Help:In-text annotation

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Figure 1: Semantic MediaWiki statement (property-value pair)

Consider the Wikipedia article on Berlin. This article contains many links to other articles, such as «Germany», «European Union», and «United States». However, the link to «Germany» has a special meaning: it was put there since Berlin is the capital of Germany. To make this knowledge available to computer programs, one would like to «tag» the link

[[Germany]]

in the article text, identifying it as a link that describes a «capital property». With Semantic MediaWiki, this is done by putting a property name and :: in front of the link inside the brackets, thus:

[[Is capital of::Germany]]

In the article, this text still is displayed as a simple hyperlink to «Germany». The additional text Is capital of is the name of the property that classifies the link to Germany. As in the case of categories, the name of the property is arbitrary, but users should try to re-use properties that already appear elsewhere.

To simplify this re-use, every property has its own article in the wiki, just as every category has an article. You can see all the properties in use in the wiki with the special page "Properties". Just as category articles are prefixed with Category:, all property articles are prefixed with Property: to distinguish them from other articles. So you can also also use MediaWiki's special page "Search" to find existing properties. As with categories, a property's article can be empty, but it is strongly recommended to add a description that explains the intent of the property and its proper usage.

In-text annotations and property declarations are case-sensitive and therefore adhere certain environmental MediaWiki settings (e.g. $wgCapitalLinks) and if changed arbitrarily may cause content to be rendered invalid or unavailable during query execution.

Turning links into properties

There are various ways of adding properties to pages:

What it does What you type What is to note
Classify a link with the property "example property."
Classify a [[Example property::link]] with the property "example property."
Make alternate text appear in place of the link.
Make [[Example property::link|alternate text]] appear in place of the link.
To hide the property from appearing at all, use a space as the alternate text.
To hide the property [[Example property::link| ]] from appearing at alluse a space as the alternate text.
  • The space after | is necessary. If left away, the MediaWiki pipe trick applies, but rarely with desirable effects. Even if a space is given, SMW will not print anything, which should be the desired result in most cases (to make a space appear in the text, use   as a space symbol).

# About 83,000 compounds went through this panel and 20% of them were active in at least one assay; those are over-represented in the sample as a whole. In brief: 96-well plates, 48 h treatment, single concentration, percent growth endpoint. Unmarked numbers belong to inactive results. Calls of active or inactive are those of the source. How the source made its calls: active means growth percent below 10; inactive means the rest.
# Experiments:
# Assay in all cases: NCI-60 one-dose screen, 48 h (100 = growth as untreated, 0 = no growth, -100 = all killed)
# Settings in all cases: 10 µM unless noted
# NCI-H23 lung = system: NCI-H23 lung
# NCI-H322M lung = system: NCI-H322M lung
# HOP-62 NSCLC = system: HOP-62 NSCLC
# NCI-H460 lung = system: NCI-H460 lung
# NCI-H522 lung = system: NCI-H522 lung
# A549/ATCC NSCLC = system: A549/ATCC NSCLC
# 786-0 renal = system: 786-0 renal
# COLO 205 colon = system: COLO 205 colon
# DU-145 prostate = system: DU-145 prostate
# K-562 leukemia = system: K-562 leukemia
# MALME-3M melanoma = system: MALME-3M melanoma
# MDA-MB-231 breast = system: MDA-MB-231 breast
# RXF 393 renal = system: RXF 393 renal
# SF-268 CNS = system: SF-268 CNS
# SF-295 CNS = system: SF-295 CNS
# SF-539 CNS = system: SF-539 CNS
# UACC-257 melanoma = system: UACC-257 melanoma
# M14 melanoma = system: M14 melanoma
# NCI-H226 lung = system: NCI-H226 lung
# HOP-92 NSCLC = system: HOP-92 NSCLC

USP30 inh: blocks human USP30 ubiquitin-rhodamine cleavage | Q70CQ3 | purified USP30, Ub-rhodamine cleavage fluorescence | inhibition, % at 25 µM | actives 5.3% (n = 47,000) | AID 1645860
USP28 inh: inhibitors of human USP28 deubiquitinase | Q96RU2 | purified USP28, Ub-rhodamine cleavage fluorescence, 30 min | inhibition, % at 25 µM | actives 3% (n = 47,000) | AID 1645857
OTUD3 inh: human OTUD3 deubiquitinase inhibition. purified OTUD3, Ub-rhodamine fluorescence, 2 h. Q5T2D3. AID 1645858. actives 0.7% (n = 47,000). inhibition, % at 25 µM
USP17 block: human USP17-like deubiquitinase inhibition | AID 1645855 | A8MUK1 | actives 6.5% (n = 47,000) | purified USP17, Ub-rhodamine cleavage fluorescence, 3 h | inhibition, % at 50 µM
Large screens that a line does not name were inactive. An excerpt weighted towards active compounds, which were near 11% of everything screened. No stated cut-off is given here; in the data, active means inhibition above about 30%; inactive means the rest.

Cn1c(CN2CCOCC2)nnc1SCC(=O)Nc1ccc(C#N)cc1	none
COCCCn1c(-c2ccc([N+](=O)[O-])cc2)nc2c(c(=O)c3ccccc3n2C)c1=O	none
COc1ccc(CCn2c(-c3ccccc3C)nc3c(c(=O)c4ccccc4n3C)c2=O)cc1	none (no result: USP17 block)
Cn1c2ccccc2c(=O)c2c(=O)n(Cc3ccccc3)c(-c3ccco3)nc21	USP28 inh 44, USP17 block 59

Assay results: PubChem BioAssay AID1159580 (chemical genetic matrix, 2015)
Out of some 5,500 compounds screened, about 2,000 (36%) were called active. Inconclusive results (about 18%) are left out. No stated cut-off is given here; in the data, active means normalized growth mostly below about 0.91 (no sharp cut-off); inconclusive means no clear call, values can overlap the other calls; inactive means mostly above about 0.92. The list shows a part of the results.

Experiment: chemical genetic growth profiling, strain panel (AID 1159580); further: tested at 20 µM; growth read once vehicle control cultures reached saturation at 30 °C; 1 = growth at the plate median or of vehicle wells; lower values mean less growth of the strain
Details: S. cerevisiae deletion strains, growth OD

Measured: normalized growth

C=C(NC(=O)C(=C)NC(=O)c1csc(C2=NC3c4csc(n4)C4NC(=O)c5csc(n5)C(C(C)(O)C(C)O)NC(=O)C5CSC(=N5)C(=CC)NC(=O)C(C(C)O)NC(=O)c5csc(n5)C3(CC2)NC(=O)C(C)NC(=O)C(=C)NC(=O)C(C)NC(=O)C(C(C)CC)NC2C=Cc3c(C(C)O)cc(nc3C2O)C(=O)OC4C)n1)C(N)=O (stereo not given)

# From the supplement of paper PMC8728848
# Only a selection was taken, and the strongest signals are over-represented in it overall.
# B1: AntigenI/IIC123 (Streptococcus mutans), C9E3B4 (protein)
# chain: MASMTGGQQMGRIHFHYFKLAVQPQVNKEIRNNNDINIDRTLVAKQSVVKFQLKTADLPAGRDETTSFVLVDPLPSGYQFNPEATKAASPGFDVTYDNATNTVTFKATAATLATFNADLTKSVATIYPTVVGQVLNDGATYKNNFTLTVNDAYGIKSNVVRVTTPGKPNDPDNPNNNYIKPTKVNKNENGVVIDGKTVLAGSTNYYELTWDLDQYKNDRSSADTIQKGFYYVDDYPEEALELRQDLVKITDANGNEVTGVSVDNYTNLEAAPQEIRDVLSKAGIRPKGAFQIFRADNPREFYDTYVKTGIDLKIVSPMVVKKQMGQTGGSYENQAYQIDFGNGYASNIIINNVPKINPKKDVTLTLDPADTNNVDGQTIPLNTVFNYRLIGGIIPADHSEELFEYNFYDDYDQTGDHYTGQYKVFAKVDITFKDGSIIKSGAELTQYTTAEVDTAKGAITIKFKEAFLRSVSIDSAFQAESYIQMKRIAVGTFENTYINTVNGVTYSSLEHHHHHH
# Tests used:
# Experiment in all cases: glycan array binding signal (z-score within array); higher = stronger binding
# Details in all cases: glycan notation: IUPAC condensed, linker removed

→ Consider using annotations with #set instead.
To make an ordinary link with :: without creating a property, escape the markup with a colon in front, e.g.
The C++ :: operator.
The [[:C++ :: operator]].
Since Semantic MediaWiki 2.3.0 is is possible to have property values which include a :: without creating a extra property (see just below), e.g.
The IPv6 address is fc00:123:8000::/%6.1
The IPv6 address is [[IPv6 address::fc00:123:8000::/%6]].
  • Square brackets “[“, wiki links “[[...]]”, double colons “::::” are not possible.2
→ Consider using annotations with #set instead.
To assign one value to multiple properties, add :: between each name, e.g. link.
e.g. [[Property1::Property2::link]].
→ Consider using annotations with #set instead.

Turning values in text into properties

There is other useful information in wiki articles besides links to other articles. For example, there is a number in the Berlin article giving its population. To make this knowledge available to computer programs, one would like to "tag" the text

3,396,990 

in the article, identifying it as a value for the "Has population" property. With Semantic MediaWiki, this is done by putting the property name and :: in front of the text and surrounding it with [[ ]] brackets, thus:

[[Has population::3,396,990]]

This works fine. However, it creates a link to a 3,396,990 page, and having an article for every population value probably does not make sense. Furthermore, if you wanted to create a list of all German cities ordered by population, numeric order is different from the alphabetical order that you would expect for article names. For example, in alphabetical order, "1,000,000" comes before "345". We want to be able to tell Semantic MediaWiki that "Has population" is a number, not a link to a page in the wiki. The way to do this is to specify a type for the "Has population" property; see the section on datatypes for more information.

Content classification

The following help page on data classification describes some principles on how to use categories and properties to classify and distinguish content from another.

Silent annotations using #set

See Help:Setting values for more detailed information

Instead of using the standard double-brackets markup, you can also define semantic data using the #set parser function. This function takes in pairs of property names and values and stores them semantically; but it does not print anything to the screen. An example call would be:

{{#set:
 Has population=3,396,990
 |Has country=Germany
}}

The #set call is specifically helpful when trying to save a Text value that contains square brackets, such as wiki-links; such brackets often don't work with conventional Semantic MediaWiki markup.

If the parser strict mode is disabled (note: default is enabled) then extra colons can cause unexpected pattern matching which should be mitigated by using the #set parser function instead.

For example

[[Has text::fc00:123:8000::/%6]]

can be expressed by

{{#set:
 Has text=fc00:123:8000::/%6
 |template=BySetTemplateSimpleValueOutput
}}
Result
fc00:123:8000::/%6

See also this help page for further information.

See also